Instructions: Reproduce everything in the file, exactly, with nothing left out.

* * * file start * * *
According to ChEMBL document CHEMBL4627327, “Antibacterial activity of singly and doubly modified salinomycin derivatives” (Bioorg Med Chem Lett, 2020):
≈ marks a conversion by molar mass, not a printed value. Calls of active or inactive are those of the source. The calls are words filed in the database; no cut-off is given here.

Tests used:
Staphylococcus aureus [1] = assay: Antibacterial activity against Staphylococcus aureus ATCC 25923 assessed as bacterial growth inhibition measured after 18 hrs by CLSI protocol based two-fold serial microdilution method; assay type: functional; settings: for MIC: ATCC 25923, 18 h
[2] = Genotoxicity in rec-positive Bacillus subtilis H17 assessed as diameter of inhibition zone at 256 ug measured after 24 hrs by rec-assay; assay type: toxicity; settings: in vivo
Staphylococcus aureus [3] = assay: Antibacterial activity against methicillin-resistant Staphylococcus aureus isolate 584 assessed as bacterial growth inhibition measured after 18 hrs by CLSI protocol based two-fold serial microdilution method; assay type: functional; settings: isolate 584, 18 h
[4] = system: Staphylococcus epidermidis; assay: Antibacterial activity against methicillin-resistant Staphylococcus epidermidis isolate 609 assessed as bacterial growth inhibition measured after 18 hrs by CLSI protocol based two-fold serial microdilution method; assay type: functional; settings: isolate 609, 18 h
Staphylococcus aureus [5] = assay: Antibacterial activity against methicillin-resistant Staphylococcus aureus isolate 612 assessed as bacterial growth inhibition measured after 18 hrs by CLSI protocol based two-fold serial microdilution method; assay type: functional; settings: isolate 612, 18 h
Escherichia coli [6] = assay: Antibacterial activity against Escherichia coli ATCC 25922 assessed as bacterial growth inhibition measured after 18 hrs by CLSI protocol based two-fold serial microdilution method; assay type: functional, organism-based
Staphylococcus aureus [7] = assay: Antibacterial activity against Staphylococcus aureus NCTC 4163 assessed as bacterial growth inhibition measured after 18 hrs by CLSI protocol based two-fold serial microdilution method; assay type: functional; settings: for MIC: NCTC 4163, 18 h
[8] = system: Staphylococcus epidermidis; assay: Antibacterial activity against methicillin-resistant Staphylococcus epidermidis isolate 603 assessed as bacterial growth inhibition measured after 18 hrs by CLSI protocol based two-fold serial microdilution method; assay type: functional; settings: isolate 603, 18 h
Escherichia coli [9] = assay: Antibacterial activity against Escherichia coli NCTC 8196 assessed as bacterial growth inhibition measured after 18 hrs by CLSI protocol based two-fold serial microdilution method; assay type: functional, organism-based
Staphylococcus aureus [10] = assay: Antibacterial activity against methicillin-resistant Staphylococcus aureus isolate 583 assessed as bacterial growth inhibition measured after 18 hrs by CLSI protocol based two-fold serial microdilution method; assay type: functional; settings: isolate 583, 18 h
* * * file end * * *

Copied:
According to ChEMBL document CHEMBL4627327, “Antibacterial activity of singly and doubly modified salinomycin derivatives” (Bioorg Med Chem Lett, 2020):
≈ marks a conversion by molar mass, not a printed value. Calls of active or inactive are those of the source. The calls are words filed in the database; no cut-off is given here.

Tests used:
Staphylococcus aureus [1] = assay: Antibacterial activity against Staphylococcus aureus ATCC 25923 assessed as bacterial growth inhibition measured after 18 hrs by CLSI protocol based two-fold serial microdilution method; assay type: functional; settings: for MIC: ATCC 25923, 18 h
[2] = Genotoxicity in rec-positive Bacillus subtilis H17 assessed as diameter of inhibition zone at 256 ug measured after 24 hrs by rec-assay; assay type: toxicity; settings: in vivo
Staphylococcus aureus [3] = assay: Antibacterial activity against methicillin-resistant Staphylococcus aureus isolate 584 assessed as bacterial growth inhibition measured after 18 hrs by CLSI protocol based two-fold serial microdilution method; assay type: functional; settings: isolate 584, 18 h
[4] = system: Staphylococcus epidermidis; assay: Antibacterial activity against methicillin-resistant Staphylococcus epidermidis isolate 609 assessed as bacterial growth inhibition measured after 18 hrs by CLSI protocol based two-fold serial microdilution method; assay type: functional; settings: isolate 609, 18 h
Staphylococcus aureus [5] = assay: Antibacterial activity against methicillin-resistant Staphylococcus aureus isolate 612 assessed as bacterial growth inhibition measured after 18 hrs by CLSI protocol based two-fold serial microdilution method; assay type: functional; settings: isolate 612, 18 h
Escherichia coli [6] = assay: Antibacterial activity against Escherichia coli ATCC 25922 assessed as bacterial growth inhibition measured after 18 hrs by CLSI protocol based two-fold serial microdilution method; assay type: functional, organism-based
Staphylococcus aureus [7] = assay: Antibacterial activity against Staphylococcus aureus NCTC 4163 assessed as bacterial growth inhibition measured after 18 hrs by CLSI protocol based two-fold serial microdilution method; assay type: functional; settings: for MIC: NCTC 4163, 18 h
[8] = system: Staphylococcus epidermidis; assay: Antibacterial activity against methicillin-resistant Staphylococcus epidermidis isolate 603 assessed as bacterial growth inhibition measured after 18 hrs by CLSI protocol based two-fold serial microdilution method; assay type: functional; settings: isolate 603, 18 h
Escherichia coli [9] = assay: Antibacterial activity against Escherichia coli NCTC 8196 assessed as bacterial growth inhibition measured after 18 hrs by CLSI protocol based two-fold serial microdilution method; assay type: functional, organism-based
Staphylococcus aureus [10] = assay: Antibacterial activity against methicillin-resistant Staphylococcus aureus isolate 583 assessed as bacterial growth inhibition measured after 18 hrs by CLSI protocol based two-fold serial microdilution method; assay type: functional; settings: isolate 583, 18 h